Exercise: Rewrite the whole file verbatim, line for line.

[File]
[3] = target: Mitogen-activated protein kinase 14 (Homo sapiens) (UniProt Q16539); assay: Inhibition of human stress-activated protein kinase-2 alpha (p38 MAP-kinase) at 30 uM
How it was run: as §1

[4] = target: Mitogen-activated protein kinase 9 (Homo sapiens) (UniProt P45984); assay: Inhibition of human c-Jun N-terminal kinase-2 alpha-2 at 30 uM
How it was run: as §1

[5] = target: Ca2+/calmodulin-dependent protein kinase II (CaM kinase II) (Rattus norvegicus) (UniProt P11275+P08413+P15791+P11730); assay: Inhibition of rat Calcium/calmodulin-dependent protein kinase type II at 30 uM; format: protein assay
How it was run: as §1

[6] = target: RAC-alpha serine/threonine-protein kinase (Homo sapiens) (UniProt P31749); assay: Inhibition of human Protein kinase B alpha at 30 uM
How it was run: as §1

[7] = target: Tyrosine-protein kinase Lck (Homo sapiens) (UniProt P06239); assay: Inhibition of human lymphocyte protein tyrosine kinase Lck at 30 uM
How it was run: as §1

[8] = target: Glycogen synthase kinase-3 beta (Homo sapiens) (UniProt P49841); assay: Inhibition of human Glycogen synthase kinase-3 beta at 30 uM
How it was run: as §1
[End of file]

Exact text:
[3] = target: Mitogen-activated protein kinase 14 (Homo sapiens) (UniProt Q16539); assay: Inhibition of human stress-activated protein kinase-2 alpha (p38 MAP-kinase) at 30 uM
How it was run: as §1

[4] = target: Mitogen-activated protein kinase 9 (Homo sapiens) (UniProt P45984); assay: Inhibition of human c-Jun N-terminal kinase-2 alpha-2 at 30 uM
How it was run: as §1

[5] = target: Ca2+/calmodulin-dependent protein kinase II (CaM kinase II) (Rattus norvegicus) (UniProt P11275+P08413+P15791+P11730); assay: Inhibition of rat Calcium/calmodulin-dependent protein kinase type II at 30 uM; format: protein assay
How it was run: as §1

[6] = target: RAC-alpha serine/threonine-protein kinase (Homo sapiens) (UniProt P31749); assay: Inhibition of human Protein kinase B alpha at 30 uM
How it was run: as §1

[7] = target: Tyrosine-protein kinase Lck (Homo sapiens) (UniProt P06239); assay: Inhibition of human lymphocyte protein tyrosine kinase Lck at 30 uM
How it was run: as §1

[8] = target: Glycogen synthase kinase-3 beta (Homo sapiens) (UniProt P49841); assay: Inhibition of human Glycogen synthase kinase-3 beta at 30 uM
How it was run: as §1